Overview of the Global Warming Debate

I know I have been dormant on this site of late (the perils of having a day job), but I have been thinking about and working for a while on a way to clearly portray the basic outlines of the global warming debate. I hope you will check it out in this article posted today at Forbes. Here is the opening:

Likely you have heard the sound bite that “97% of climate scientists” accept the global warming “consensus”.  Which is what gives global warming advocates the confidence to call climate skeptics “deniers,” hoping to evoke a parallel with “Holocaust Deniers,” a case where most of us would agree that a small group are denying a well-accepted reality.  So why do these “deniers” stand athwart of the 97%?  Is it just politics?  Oil money? Perversity? Ignorance?

We are going to cover a lot of ground, but let me start with a hint.

In the early 1980′s I saw Ayn Rand speak at Northeastern University.  In the Q&A period afterwards, a woman asked Ms. Rand, “Why don’t you believe in housewives?”  And Ms. Rand responded, “I did not know housewives were a matter of belief.”  In this snarky way, Ms. Rand was telling the questioner that she had not been given a valid proposition to which she could agree or disagree.  What the questioner likely should have asked was, “Do you believe that being a housewife is a morally valid pursuit for a woman.”  That would have been an interesting question (and one that Rand wrote about a number of times).

In a similar way, we need to ask ourselves what actual proposition do the 97% of climate scientists agree with.  And, we need to understand what it is, exactly,  that the deniers are denying.   (I personally have fun echoing Ms. Rand’s answer every time someone calls me a climate denier — is the climate really a matter of belief?)

It turns out that the propositions that are “settled” and the propositions to which some like me are skeptical are NOT the same propositions.  Understanding that mismatch will help explain a lot of the climate debate.

60 thoughts on “Overview of the Global Warming Debate”

  1. Warren Meyer: Imagine spending all day climbing to the top of a tall plateau. Walking around on the plateau, with every step, it is correct to say that you are at the highest point you have been all day, but it is also correct to say you are no longer climbing.

    The question, then, is how did the Earth’s climate reach the high plateau. The evidence strongly indicates humans are a significant factor, and that the overall trend of warming will continue.

    pauld: Here is a reasonably easy to understand summary of the current research regarding water vapor feedbacks from Roger Pielke, Sr. blog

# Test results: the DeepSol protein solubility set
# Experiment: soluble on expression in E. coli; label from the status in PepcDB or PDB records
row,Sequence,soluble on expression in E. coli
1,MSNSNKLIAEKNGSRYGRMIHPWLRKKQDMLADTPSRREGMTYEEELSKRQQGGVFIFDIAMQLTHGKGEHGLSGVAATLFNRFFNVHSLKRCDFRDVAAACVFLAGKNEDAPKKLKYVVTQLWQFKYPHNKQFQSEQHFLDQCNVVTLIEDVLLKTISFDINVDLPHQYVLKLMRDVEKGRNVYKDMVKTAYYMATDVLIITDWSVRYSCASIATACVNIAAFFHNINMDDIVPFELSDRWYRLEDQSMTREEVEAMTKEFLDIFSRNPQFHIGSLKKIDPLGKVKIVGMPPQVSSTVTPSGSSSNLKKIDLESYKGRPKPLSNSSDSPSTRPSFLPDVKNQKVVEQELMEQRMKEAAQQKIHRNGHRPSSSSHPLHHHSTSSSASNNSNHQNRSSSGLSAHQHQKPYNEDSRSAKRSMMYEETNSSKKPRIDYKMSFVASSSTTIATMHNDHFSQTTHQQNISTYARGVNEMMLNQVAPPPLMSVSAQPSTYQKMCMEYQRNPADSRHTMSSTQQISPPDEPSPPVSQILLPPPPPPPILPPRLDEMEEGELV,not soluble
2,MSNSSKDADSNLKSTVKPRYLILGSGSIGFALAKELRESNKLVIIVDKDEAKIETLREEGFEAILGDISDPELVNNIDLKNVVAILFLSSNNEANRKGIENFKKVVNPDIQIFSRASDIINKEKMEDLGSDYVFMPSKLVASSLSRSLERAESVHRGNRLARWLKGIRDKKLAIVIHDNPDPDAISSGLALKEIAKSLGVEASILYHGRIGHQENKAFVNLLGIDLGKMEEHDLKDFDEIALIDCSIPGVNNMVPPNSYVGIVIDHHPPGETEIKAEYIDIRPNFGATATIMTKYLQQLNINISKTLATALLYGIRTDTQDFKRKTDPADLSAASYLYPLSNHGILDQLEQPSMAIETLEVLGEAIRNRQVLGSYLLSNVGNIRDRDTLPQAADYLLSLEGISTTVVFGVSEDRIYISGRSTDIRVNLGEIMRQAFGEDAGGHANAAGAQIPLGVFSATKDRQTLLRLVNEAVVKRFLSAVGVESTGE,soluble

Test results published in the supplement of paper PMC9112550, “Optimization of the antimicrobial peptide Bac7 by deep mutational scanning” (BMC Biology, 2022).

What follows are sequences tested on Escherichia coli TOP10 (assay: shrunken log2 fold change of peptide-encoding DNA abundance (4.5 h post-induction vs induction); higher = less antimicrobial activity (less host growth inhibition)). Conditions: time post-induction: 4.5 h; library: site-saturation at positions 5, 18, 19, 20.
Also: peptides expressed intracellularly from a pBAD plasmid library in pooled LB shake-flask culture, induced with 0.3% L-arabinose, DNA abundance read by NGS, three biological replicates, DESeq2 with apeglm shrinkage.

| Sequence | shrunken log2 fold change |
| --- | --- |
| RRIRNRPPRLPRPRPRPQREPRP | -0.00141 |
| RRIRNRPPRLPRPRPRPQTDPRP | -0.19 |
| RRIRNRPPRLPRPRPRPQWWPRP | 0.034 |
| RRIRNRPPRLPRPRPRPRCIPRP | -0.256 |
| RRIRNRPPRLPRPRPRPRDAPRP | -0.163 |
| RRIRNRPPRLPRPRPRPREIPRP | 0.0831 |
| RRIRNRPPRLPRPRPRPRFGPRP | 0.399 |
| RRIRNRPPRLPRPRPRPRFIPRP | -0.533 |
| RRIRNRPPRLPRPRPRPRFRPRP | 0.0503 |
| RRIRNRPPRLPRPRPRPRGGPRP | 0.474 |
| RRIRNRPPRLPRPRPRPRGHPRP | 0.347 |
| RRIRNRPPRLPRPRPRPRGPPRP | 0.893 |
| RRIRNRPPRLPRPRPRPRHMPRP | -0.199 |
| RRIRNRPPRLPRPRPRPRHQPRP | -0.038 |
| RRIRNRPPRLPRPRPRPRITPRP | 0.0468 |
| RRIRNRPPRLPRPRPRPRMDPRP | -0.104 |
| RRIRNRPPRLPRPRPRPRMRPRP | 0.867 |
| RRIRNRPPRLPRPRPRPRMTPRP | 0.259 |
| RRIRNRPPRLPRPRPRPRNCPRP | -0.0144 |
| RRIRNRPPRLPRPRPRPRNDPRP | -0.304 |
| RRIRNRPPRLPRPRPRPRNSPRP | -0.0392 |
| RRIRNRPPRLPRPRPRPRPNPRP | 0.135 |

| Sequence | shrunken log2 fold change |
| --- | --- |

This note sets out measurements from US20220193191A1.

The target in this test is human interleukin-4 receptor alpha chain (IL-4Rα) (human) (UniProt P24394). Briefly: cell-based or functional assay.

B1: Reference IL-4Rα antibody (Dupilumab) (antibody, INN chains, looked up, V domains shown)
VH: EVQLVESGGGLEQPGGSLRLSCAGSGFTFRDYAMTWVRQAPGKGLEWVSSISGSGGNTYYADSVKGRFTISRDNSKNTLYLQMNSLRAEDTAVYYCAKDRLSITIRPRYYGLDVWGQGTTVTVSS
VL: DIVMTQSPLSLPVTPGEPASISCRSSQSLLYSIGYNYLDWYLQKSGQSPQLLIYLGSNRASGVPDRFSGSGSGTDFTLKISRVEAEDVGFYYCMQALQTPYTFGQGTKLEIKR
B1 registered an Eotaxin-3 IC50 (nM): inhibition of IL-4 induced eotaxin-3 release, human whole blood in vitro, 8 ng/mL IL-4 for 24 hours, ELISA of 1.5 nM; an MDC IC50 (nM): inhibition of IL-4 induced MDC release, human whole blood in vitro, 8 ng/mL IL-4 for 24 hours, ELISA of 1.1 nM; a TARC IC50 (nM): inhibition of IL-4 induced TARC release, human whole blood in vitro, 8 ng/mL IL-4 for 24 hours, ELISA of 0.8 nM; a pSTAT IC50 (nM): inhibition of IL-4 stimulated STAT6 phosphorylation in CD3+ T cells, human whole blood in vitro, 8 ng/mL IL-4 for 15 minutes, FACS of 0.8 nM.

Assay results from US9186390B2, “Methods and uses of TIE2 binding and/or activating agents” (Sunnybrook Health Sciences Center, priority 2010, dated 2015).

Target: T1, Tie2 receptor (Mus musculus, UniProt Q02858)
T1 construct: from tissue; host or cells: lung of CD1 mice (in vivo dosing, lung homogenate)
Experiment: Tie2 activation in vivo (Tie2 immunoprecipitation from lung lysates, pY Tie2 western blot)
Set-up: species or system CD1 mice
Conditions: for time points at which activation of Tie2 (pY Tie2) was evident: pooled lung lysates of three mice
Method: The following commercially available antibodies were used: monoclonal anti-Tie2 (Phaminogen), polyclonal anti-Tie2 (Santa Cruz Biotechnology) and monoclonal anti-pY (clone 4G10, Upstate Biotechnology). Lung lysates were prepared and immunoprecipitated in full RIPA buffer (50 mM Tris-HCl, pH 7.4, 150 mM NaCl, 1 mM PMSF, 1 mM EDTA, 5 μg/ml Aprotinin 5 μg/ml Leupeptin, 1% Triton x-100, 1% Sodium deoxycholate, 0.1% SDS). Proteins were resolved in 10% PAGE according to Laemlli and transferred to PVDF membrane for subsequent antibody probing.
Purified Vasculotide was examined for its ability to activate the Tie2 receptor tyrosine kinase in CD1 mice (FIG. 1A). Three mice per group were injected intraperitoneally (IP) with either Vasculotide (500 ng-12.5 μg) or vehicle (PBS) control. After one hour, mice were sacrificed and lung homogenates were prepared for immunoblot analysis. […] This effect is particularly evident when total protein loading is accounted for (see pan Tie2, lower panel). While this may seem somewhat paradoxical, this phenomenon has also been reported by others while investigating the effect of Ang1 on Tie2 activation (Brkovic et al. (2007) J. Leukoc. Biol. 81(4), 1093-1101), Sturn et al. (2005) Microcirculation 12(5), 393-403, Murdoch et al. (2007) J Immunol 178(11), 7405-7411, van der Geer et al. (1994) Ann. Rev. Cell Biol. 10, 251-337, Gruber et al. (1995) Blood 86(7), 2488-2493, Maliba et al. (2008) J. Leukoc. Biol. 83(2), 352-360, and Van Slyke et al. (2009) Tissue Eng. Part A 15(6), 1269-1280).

The NVAP measures of water vapor are still inconclusive due to a number of factors, in particular, lack of sufficient data. That leaves the large number of studies that show climate sensitivity.

  2. Zachriel: I think I will sign off for now. I don’t really get any sense from your posts that you are really interested in understanding climate science.

  3. @Zachriel
    “Sure it’s a distortion, but the market is not accounting for the true costs involved in carbon use. In this case, a carbon market internalizes the external cost of carbon.”

    Actually it doesn’t. Even with variable pricing and what not the ‘price’ isn’t a real price, it’s what some bureacrat or committee of bureacrats guess what the price ‘should’ be, which is basically exactly how they came up with ‘prices’ in the old USSR, and exactly why they ended up with massive shortages and surpluses. If you want to truly internalize carbon costs you need a property based system which allows individuals and groups who can show actual damages to claim them in courts from transgressors. Otherwise they will be paying too much here and too little there geographically, or this company gets favorable treatment over that one, etc. It’s a managed market, as doomed to failure as any other managed market.

    Plus, as with paper money, there is zero cost to increasing the amount of ‘credits’ to be handed out and politics controls the supply which also isn’t tied to any real scarce commodity. Therefore the supply will always be too high and there will always be too much pollution, and eventually the markets will tank because credits will be so cheap there may as well be no break on carbon at all. A property based system would force the judicial branch to assess damages and determine technical units which tie the action of emitting carbon directly to actual or potential damages to other people’s property, a scarce resource, and that puts the ultimate break on supply because the more the damage, the higher the price.